So the religion is somewhat clear on its status with gay people and homosexuality. Therefore as a Muslim, I cannot be both gay and religious? Well yes and no. Religion is something that people hold dear and people use as guides for their lives. Religion teaches us to be good people and respect others. One can argue that being a good person does not mean you have to be religious and I agree. For me personally, my religion has always been with me, and I understood that before I understood that I was gay. So you may ask how I reconciled it with myself. I went through a particularly religious period of my life. I was praying 5 times a day and not giving into lustful thoughts. However, after a while, I questioned what I was doing. One of the ‘solutions’ to being gay that most scholars say is to not think about it and act on your feelings. Pray more and beg Allah to put you on the right path. Purify your heart and your soul will be cleansed too. Things like this, which sound wishy washy but do work for some people. I tried this, and it didn’t work. I still felt gay feelings, which is natural to me as I was born this way. Heterosexual people reading that ask yourself when you chose to be straight, then ask me when I chose to be gay. If you can’t remember or feel you didn’t have to choose, then neither did I.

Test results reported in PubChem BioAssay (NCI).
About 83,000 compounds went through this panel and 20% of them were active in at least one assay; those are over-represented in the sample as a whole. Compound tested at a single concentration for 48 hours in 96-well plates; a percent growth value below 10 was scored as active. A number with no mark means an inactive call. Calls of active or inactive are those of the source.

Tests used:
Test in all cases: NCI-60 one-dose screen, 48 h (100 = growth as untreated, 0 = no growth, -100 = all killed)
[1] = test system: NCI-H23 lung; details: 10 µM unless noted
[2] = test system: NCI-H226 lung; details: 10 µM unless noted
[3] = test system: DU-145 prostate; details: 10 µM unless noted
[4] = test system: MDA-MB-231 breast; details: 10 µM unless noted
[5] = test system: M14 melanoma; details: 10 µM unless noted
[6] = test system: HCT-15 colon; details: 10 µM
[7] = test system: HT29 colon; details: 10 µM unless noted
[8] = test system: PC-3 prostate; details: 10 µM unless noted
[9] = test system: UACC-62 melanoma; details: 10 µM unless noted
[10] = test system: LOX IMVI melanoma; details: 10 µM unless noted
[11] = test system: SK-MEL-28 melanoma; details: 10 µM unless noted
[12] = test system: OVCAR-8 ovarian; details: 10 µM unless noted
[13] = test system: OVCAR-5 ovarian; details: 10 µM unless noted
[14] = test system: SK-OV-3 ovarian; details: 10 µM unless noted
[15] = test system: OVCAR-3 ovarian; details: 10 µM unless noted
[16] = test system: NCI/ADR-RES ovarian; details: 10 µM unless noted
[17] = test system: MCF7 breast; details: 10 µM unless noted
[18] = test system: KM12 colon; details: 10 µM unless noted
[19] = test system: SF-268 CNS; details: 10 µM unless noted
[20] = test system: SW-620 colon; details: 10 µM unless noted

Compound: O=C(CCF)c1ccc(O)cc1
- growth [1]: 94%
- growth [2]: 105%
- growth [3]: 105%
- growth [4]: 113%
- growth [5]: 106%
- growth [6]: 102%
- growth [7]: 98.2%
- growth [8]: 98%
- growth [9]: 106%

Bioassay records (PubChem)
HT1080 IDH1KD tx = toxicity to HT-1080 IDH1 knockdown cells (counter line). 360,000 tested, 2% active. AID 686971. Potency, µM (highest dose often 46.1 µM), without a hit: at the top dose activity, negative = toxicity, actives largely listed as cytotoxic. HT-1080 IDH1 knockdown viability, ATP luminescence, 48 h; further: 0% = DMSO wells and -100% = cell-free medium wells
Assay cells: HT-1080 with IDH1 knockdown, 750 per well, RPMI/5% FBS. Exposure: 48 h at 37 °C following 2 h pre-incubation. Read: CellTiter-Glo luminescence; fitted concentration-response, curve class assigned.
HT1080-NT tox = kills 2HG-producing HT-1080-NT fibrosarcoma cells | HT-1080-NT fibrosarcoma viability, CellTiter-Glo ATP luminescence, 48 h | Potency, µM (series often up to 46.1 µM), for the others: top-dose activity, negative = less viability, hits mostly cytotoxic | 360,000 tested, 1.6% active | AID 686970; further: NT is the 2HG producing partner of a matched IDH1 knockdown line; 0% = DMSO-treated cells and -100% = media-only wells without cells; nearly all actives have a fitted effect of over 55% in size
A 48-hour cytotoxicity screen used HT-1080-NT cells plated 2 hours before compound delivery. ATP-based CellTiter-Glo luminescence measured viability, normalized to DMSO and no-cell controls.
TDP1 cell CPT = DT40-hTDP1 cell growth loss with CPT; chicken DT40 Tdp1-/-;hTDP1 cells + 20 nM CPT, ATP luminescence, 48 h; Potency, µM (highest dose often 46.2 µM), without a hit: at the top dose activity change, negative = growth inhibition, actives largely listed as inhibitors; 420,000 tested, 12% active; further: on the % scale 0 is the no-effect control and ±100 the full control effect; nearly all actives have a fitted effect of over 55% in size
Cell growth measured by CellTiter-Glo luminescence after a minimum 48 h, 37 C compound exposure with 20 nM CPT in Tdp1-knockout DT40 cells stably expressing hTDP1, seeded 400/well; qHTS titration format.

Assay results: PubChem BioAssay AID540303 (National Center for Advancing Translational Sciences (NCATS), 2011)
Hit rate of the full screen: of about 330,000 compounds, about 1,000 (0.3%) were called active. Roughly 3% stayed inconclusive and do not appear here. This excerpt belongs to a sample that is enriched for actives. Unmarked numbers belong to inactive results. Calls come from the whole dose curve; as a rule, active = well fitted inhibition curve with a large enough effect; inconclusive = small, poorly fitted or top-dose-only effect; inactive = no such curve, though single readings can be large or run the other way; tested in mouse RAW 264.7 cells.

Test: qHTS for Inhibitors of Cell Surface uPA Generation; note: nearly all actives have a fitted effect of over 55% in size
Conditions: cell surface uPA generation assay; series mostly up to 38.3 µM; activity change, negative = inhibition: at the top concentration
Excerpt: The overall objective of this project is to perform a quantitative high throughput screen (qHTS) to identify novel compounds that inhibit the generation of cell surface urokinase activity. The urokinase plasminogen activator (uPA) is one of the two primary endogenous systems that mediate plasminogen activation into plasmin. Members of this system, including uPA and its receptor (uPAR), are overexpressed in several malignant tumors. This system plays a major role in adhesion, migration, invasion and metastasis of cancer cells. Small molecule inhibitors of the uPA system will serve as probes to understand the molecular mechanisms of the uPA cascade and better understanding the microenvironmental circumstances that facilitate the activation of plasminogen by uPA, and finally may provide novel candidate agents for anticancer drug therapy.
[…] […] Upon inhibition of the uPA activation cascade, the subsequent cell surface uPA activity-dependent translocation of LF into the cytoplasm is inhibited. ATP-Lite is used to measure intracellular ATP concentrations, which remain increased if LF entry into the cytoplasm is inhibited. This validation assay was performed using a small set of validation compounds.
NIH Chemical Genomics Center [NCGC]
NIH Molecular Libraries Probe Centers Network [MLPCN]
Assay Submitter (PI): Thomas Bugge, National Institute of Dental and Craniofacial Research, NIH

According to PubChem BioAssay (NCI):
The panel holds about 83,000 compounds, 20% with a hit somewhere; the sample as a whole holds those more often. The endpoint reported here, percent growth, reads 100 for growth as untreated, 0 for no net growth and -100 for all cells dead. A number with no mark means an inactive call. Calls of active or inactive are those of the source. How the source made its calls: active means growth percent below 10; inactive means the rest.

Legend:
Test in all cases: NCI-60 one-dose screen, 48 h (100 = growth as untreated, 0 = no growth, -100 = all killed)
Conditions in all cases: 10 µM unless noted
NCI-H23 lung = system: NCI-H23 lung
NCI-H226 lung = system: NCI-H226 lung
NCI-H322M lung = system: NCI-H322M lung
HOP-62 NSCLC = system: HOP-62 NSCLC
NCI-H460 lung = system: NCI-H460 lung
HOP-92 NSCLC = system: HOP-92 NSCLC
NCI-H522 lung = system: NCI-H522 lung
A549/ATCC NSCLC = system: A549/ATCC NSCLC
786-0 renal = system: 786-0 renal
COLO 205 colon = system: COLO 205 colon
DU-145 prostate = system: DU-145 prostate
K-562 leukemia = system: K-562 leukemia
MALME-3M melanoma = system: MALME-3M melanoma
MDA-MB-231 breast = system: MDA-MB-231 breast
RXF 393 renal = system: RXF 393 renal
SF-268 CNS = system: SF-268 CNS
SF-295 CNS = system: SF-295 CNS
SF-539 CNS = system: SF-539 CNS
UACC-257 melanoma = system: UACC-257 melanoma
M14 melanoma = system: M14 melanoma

Ergo we were both born the way we were. I can still recall meeting a very religious man when I was 12, who is in the bloodline of the prophet Muhammad and after looking at me for a minute stated that I was ‘different’ to my brothers. Maybe he saw that I was gay? Who knows. But I am different and I am ok with that. So prayer was not helping. I did give it up as my thought was even if I do pray and do everything right, I will still be condemned in Islam for being gay.
My next factor was my personal happiness. A lot of gay Muslims feel pressure from their families to be married. This is especially prevalent in the Asian communities. I feel the pressure all the time. I could tell my family and be disowned (probably – I have heard of very rare cases when parents have accepted it) or get married to a woman and live a lie. This is the same decision a lot of young gay Muslim men (and women) face. I personally couldn’t do that. It would mean sacrificing my happiness and ruining another person’s life. She would deserve a relationship where she is wanted and have intimacy. Recently I was talking to a guy going through the same thing, and he is due to be married. He was saying how he wanted me to be his bit on the side, and I flat out refused. I am not going to hook up with a married person, regardless if the marriage is a sham or not. He was trying to convince me to do the same as it would hurt my parents if I came out. That is true, but it would hurt more if they found out and I lied, had a wedding and got divorced. I value my happiness, and after giving for so long I wanted to be ‘selfish’ for once and think of myself first. Naturally, I have thought about how it would affect my parents, but my understanding is that parents should always want their kids to be happy, so they may come around.